> and if a C compiler thinks that this is not ok, then it is broken.
> So be VERY careful when changing drivers based on this warning. Because
> of this, I do not think you can enable it over the whole kernel without
> causing major problems in some areas.
> But that is independent of this specific issue you are trying to patch
> here, I say this to warn you of a number of stupid places where people
> have tried to "optimize away" reads based on this compiler warning in
> drivers, and we have had to add them back because it broke
> functionality.
> > > So this isn't ok, sometimes we want to write to variables but never care
> > > about the value, that does not mean the compiler should complain about
> > > it.
> > >
> > Typically, if you don't care about the return value, you simply don't
> > assign it to a variable (cf. printf). However, the functions that
> > assign to "no_warn" have the "warn_unused_result" attribute. The fact
> > that the variable is named "no_warn" seems to indicate that it's meant
> > to remain unused, even if it probably should be checked.
> These functions have warn_unused_result set on them because for 99% of
> the time, I want the value to be checked. But as you can see in this
> use, as per the comments in the code, we do not care about the result
> for a very good reason. So we just assign it to a variable to make the
> compiler quiet.

I think warn_unused_result should only really be used for functions
where the return value should be used 100% of the time. If there are
cases where it's ok to not check the return value, consider not using
warn_unused_result on function declarations.

That said, we have a very similar issue throughout LLVM that Bill
should recognize. In LLVM, we have pretty aggressive usage of
assertions. Rather than:

assert(someReallyLongExpression && "error message");

where that statement might wrap across multiple lines, instead it
might be clearer to write:

bool IsOk = someReallyLongExpression;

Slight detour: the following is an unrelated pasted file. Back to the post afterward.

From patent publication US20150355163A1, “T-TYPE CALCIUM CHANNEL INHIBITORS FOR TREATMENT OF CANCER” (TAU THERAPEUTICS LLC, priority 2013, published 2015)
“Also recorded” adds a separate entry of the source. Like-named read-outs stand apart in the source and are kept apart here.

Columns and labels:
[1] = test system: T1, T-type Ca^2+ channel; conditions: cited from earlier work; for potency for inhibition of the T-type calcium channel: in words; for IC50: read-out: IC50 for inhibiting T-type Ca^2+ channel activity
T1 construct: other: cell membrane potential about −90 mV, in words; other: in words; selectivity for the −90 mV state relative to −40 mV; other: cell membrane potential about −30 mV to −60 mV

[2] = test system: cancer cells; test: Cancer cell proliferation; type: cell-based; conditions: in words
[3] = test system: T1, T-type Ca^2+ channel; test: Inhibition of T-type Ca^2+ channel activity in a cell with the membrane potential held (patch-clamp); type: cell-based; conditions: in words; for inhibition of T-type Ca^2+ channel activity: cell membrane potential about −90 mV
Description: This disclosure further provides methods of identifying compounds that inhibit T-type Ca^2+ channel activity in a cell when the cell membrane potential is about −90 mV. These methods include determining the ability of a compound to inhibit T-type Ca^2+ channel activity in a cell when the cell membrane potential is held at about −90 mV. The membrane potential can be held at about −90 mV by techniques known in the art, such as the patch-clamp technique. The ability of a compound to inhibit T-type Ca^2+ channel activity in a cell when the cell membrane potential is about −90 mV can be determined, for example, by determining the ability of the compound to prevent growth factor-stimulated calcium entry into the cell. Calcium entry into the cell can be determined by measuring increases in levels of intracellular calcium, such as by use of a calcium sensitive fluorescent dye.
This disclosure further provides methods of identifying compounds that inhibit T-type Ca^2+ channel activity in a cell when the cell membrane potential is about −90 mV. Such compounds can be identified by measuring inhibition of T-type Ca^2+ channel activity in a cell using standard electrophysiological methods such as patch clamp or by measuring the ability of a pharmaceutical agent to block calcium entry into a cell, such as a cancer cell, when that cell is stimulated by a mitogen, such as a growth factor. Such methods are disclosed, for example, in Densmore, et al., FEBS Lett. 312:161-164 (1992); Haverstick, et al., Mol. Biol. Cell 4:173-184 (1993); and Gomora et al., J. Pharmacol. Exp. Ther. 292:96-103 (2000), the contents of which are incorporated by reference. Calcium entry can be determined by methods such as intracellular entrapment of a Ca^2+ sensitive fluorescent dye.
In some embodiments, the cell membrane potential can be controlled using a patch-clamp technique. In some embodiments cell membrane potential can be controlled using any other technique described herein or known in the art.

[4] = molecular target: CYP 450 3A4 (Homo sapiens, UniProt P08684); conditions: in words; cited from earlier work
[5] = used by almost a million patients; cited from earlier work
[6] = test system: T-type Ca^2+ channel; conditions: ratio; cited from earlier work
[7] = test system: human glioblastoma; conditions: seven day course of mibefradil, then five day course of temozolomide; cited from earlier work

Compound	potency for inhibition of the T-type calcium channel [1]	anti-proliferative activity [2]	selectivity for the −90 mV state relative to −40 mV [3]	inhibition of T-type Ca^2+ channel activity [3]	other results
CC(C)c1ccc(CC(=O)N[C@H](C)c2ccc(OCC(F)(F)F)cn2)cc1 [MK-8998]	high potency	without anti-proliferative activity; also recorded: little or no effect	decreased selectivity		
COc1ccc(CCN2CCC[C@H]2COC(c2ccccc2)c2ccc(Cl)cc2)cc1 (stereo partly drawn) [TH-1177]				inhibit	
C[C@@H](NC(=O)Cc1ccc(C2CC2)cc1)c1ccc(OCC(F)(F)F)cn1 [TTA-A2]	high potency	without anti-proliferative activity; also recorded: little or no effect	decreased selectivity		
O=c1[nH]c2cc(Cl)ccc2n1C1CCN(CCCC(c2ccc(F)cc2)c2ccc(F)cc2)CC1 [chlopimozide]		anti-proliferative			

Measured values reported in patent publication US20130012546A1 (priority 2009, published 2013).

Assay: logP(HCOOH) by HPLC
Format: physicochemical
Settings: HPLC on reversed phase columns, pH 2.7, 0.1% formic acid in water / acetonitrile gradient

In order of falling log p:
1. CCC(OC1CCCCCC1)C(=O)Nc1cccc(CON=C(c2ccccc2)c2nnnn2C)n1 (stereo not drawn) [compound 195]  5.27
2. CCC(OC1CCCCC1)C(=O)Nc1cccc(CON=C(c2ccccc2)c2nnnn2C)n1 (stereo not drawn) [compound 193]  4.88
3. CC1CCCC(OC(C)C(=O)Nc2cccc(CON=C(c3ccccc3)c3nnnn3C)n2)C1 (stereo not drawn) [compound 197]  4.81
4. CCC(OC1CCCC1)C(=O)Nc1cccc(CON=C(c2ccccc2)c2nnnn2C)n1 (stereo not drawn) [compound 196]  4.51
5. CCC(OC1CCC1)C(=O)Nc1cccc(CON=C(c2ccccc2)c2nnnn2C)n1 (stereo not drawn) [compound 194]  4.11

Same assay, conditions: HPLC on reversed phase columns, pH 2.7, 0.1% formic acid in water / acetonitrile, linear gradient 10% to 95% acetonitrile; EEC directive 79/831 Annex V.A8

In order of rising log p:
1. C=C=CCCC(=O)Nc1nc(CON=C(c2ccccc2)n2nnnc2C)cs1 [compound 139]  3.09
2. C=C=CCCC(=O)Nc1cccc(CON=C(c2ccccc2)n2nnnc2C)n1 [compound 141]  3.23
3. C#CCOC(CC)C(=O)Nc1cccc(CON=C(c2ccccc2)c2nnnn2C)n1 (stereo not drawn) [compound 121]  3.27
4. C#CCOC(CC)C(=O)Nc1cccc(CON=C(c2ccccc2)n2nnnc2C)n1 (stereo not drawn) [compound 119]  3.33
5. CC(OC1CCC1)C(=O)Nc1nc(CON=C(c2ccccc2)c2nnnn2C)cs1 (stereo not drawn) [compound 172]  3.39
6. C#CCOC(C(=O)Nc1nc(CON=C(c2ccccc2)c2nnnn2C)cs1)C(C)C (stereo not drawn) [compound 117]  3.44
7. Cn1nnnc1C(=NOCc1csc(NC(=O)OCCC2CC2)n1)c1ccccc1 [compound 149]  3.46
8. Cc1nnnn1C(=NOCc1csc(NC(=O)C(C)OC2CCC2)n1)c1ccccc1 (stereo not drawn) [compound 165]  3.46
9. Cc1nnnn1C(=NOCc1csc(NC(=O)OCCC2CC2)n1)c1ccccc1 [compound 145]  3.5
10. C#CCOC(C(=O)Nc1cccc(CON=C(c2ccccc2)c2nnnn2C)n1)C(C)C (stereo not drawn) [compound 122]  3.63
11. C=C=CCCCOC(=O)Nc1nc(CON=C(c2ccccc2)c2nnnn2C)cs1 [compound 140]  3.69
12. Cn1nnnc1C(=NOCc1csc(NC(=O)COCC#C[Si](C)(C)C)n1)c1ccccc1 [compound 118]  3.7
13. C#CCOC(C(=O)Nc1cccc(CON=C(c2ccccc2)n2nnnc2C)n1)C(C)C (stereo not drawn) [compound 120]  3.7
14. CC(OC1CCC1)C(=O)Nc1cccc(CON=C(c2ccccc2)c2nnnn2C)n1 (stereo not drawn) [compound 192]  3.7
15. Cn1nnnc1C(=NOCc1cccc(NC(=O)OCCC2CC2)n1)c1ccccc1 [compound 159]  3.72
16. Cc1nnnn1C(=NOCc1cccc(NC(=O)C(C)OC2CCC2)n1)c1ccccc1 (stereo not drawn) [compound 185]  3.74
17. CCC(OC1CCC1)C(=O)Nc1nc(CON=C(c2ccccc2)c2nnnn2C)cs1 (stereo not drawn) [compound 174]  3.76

assert(IsOk && "error message");

which looks nicer but now produces -Wunused-but-set-variable on IsOk
for release builds where assertions are disabled. The common fix in
LLVM is to write:

bool IsOk = someReallyLongExpression;
assert(IsOk && "error message");

The cast to void is technically a use that doesn't result in a dead
store. That pattern could be used in the kernel rather than

int no_warn;
no_warn = warn_unused_result_fn();

at least to avoid -Wunused-but-set-variable. Oh, looks like a curious
difference between compilers:
Filed So I guess we
can't use the cast-to-void to avoid -Wunused-but-set-variable, since
that triggers -Wunused-result, at least with GCC. :( Nevermind...

Though I still think the use of warn_unused_result on
sysfs_create_link() is worth revisiting.

(Orthogonally, I wonder if C would have been more ergonomic or less to
have all functions implicitly warn_unused_result then have callers be
explicit when they didn't want a result, rather than what we have
today which is the opposite. Maybe that's a terrible idea, but
sometimes you can't tell until some volume of code has been written in
such a language. Maybe it makes hello world less pretty, but maybe it
avoids more bugs in real code.)

> > Would you rather the warning be turned off on some level?
> Which warning?
> The code here, as-is, is correct. We already have 1 compiler warning
> work around in place, do you want to add another one? How many can we
> stack on top of each other?

Isn't -Wunused-but-set-variable enabled only for W=1 builds?

> And again, why did you not cc: the maintainers of this code for this
> change? That's not good...
> thanks,
> greg k-h

~Nick Desaulniers